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Peddlers: Cannes Review

Peddlers

The Bottom Line

Three young people in Mumbai tangle lethally in a drama that only takes off towards the end.

Venue

Cannes Film Festival (Critics Week)

Director-Screenwriter

Vasan Bala

Cast

Gulshan Devaiah, Siddharth Menon, Kriti Malhotra, Nimrat Kaur
 

The first feature by Indian writer-director Vasan Bala focuses on two destitute 20-year-olds who fall into Mumbai’s drug trade and a young cop who stalks them.

CANNES -- Confused, at times naive story-telling eventually gives way to a powerful dramatic finale, but one so downbeat it leaves a bitter taste in the mouth, in Peddlers, a first feature by Indian writer-director Vasan Bala. The rest of the tale leisurely circles around two destitute 20-year-olds who fall into Mumbai’s drug trade and a young cop who stalks them; all three carry scars from their childhood that supposedly, but not very convincingly, motivate their execrable behavior. Though it takes a long time coming together, the Hindi-language film does finally succeed in its action-packed last half-hour, rewarding audiences who hang on for that long. Its bow in Cannes’ Critics Week should indicate more festival life ahead.

VIDEO: Cannes 2012 THR's Video Diary

The characters have something very familiar about them. Mandar (Siddharth Menon) is a shaggy-haired orphan with a quick wit, ready to do odd jobs for a small-time organizer. Part of what he organizes is drug traffic, and that is how he meets and falls for pretty country girl Bilkis, who is hired to swallow capsules of coke for transport. Although she’s qualified throughout the film as a former chemistry teacher who is slowly dying of cancer, she seems perfectly healthy, apart from a slight cough. She flubs her first disco drug run and, with her chem background, is sent to work in a hidden factory where crystal meth is synthesized.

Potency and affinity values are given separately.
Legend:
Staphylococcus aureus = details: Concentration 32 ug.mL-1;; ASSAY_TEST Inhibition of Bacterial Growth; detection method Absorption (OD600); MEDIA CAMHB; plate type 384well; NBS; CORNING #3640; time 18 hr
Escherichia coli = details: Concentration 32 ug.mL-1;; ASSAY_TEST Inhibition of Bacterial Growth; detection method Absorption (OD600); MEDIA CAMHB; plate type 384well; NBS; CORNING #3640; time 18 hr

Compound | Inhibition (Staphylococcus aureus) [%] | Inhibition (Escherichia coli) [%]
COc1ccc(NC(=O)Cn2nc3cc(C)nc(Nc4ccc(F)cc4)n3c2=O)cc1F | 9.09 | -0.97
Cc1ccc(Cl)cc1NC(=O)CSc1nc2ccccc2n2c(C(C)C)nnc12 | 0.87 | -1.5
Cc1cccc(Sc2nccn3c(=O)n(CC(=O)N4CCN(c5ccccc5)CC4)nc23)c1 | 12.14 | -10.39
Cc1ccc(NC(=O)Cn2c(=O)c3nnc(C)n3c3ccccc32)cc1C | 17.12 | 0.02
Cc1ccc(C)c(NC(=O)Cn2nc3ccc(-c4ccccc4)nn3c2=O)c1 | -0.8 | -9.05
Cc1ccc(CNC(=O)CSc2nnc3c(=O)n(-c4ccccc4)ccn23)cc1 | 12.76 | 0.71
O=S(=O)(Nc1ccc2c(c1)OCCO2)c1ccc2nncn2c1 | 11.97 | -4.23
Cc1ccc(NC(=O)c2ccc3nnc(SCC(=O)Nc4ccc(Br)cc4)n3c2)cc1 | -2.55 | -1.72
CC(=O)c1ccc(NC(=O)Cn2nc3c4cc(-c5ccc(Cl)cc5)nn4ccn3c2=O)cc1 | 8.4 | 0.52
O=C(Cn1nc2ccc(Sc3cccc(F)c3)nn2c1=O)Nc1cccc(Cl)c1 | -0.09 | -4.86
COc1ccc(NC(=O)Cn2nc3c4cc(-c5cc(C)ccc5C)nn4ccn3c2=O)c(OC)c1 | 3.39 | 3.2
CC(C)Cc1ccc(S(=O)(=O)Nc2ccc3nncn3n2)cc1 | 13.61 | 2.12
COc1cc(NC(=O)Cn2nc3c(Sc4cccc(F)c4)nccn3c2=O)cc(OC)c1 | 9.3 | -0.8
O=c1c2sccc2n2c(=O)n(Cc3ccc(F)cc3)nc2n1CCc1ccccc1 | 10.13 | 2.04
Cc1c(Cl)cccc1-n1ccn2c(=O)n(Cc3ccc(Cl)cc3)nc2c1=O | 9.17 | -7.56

In an intercut story, hot-looking Ranjit is a rookie cop with a problem he confesses only over the phone to a doctor: his inability to have an erection. Because of this stain on his manhood, the script would have us believe, he is pushed into psychotic bouts of uncontrollable violence, not just with women but with anyone he can find to punish. Needless to say, his line of work gives him ample opportunity for sadism. When his path crosses Mandar and Bilkis’s, all the silly character motivation becomes irrelevant and, beginning with a fast foot chase through a slum, an action movie springs to life, building to an extremely nasty climax.

Lensing is professional and well-handled throughout, giving the sordid environment a sort of naturalness that pulls the viewer into the story.

Venue: Cannes Film Festival (Critics Week)
An Eros International presentation of an Akpel/Sikya Film production
Cast: Gulshan Devaiah, Siddharth Menon, Kriti Malhotra, Nimrat Kaur
Director: Vasan Bala
Screenwriter: Vasan Bala
Producers: Anurag Kashyap, Guneet Monga
Co-Producers: Mozez Singh, Zenaida Mastura, Sachin Kalra, Vishankha Singh, Gaurav Dhingra, Siddhanta Ashdhir
Executive producer: Achin Jain
Director of photography: Siddharth Diwan
Production designer: Meenakshi Singh
Costumes: Shilpa Srivastava
Editor: Prerna Saigal
Music: Karan Kulkarni
Sales Agent: Elle Driver
No Rating; 116 minutes.